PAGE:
There are four ER nurses in the room with us now, all telling my darling Pookie Pants to stay calm but when Joe feels the gigantic choking blob in the back of his throat, despite the instructions, he most certainly does not stay calm.

To my untrained eye, it appears our room has become the site of a horrible butchering but boy howdy, does that gets us ushered immediately and with all due haste into an exam room. I realize that I’m going to have to burn my clothes and Joe’s, but at least I know where all the antibacterial gel is in the emergency room.

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pacing and bleeding.

 

Long story short, we were there four hours. For three of those hours, Joe’s nose was pinched shut and he still felt as if he were suffocating. He paced. He griped. He paced. He complained. He fretted. He bled. However, all his bloodwork is fine and the doctor finally comes in and numbs his offending nostril so she can insert this long tampon cigarette-looking thing into his nose. Once inserted, she is able to pump air into it and it conforms into the shape of his nose voila, end of nosebleed. He’s much happier and we get to leave. However, by this time it’s 10:30 p.m. and I don’t feel like cooking but we stop at two different places and nothing’s open. Because it’s New Year’s Eve.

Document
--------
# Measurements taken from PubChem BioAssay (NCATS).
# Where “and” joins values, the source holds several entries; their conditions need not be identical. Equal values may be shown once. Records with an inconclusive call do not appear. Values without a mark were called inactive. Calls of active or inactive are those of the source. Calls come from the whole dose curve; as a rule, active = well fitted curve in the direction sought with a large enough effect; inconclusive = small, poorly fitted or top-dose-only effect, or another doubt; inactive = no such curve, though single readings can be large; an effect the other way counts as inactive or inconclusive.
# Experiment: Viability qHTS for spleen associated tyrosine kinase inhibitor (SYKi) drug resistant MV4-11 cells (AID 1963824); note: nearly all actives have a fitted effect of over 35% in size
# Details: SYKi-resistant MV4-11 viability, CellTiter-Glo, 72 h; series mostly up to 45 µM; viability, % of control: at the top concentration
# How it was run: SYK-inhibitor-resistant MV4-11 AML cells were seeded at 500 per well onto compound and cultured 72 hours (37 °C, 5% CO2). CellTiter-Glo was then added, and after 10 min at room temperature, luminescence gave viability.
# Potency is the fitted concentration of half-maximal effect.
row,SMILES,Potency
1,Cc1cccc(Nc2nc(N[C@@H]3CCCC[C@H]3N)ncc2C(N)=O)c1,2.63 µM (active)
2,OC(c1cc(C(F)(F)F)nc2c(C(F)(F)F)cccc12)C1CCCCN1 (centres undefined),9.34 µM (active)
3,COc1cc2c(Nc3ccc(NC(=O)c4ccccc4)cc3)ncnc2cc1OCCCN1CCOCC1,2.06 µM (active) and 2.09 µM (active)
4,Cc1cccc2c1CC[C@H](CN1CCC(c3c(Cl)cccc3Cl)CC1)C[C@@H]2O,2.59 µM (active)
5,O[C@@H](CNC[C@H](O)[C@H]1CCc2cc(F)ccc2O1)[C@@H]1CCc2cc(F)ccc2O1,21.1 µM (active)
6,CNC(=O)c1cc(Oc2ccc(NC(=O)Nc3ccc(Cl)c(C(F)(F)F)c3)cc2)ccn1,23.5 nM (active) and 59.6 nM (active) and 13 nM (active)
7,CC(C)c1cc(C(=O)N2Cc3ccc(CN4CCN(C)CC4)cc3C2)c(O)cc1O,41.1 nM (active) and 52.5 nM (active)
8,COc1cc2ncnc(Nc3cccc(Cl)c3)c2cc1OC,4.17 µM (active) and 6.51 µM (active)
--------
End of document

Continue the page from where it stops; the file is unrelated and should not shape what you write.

I am so crabby. Sulky. I’m starving and at 10:45 p.m. I heat up beef for sandwiches. We eat in relative silence and stonily clink glasses at midnight.

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pit of misery, indeed. but a good sport.

 

The next day is January 1, which is the day my side of the family celebrates Christmas. Joe has, up until now, said he was going to go (even with that…thing in his nose) but now he has changed his mind because he’s not “breathing” right. This brings back horrid memories and PTSD flashbacks of his deviated septum surgery. It was a truly dark week in history in the Cacciatore household.